Twelve miles away, Brigadier General Durward S. Wilson, commanding the 24th Infantry Division, was enjoying the same kind of evening at the Schofield Barracks Officers' Club. Here, too, the weekly Saturday night dance seemed even gayer than usual — partly because many of the troops in the 24th and 25th Divisions had just come off a long, tough week in the field; partly because it was the night of Ann Etzler's Cabaret, a benefit show worked up annually by "one of the very talented young ladies on the post," as General Wilson gallantly puts it. The show featured amateur singing and dancing — a little corny perhaps, but it was all in the name of charity and enjoyed the support of everybody who counted, including Lieut. General Walter C. Short, commanding general of the Hawaiian Department.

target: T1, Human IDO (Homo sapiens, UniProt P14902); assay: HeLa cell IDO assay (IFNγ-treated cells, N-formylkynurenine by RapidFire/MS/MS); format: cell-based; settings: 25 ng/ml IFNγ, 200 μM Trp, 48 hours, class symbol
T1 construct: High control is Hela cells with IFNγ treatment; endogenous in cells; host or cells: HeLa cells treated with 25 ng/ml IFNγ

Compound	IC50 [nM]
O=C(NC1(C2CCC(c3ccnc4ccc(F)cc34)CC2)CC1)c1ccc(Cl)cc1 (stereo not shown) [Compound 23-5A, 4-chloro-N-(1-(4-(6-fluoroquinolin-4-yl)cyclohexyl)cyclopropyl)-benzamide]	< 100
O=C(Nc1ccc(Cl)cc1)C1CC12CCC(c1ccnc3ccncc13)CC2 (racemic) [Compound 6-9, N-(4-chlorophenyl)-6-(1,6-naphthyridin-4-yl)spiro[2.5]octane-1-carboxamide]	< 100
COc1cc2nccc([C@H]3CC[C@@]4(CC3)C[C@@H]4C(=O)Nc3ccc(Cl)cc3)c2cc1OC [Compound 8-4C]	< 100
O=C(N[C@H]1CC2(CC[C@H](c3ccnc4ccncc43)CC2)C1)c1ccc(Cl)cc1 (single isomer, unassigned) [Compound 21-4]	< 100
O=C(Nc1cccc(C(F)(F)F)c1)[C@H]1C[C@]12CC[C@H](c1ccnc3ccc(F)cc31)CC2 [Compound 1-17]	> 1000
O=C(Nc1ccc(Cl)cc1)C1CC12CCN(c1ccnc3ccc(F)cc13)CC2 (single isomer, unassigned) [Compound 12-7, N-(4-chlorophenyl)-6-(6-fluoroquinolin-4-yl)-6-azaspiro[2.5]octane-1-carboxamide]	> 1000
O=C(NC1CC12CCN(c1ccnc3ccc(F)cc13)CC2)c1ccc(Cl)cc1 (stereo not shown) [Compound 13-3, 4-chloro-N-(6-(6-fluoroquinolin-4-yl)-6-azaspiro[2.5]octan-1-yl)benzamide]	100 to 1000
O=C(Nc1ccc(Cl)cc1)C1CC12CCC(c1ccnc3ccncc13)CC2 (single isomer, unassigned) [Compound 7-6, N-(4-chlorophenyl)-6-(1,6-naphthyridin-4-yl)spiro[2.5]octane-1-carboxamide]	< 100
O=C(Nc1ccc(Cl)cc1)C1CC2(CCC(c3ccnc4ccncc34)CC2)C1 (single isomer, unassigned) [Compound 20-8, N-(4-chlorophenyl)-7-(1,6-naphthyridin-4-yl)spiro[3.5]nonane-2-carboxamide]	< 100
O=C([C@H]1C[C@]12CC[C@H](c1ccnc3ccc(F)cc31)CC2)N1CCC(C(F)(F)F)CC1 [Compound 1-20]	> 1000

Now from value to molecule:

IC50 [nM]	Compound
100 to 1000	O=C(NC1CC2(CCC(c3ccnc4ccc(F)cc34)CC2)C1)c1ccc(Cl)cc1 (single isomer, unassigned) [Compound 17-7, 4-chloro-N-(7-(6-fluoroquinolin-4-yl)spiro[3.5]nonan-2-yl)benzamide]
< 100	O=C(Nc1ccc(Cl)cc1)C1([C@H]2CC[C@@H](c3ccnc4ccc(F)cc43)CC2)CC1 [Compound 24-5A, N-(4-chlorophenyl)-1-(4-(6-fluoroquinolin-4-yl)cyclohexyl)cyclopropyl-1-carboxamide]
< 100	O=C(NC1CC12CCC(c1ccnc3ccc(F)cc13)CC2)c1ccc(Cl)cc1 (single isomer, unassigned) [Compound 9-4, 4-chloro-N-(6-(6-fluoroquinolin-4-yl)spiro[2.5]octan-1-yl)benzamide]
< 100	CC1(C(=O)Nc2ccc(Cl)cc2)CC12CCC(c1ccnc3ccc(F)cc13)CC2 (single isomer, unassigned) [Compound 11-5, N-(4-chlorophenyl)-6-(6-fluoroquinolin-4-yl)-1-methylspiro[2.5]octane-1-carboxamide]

Actually, General Short was late. He had been trapped by a phone call, just as he and his intelligence officer, Lieutenant Colonel Kendall Fielder, were leaving for the party from their quarters at Fort Shafter, the Army's administrative headquarters just outside Honolulu. Lieutenant Colonel George Bicknell, Short's counterintelligence officer, was on the wire. He asked them to wait; he had something interesting to show them. The general said all right, but hurry.
At 6:30 Bicknell puffed up. Then, while Mrs. Short and Mrs. Fielder fretted and fumed in the car, the three men sat down together on the commanding general's lanai. Colonel Bicknell produced the transcript of a phone conversation monitored the day before by the local FBI. It was a call placed by someone on the Tokyo newspaper Yomiuri Shinbun to Dr. Motokazu Mori, a local Japanese dentist and husband of the paper's Honolulu correspondent.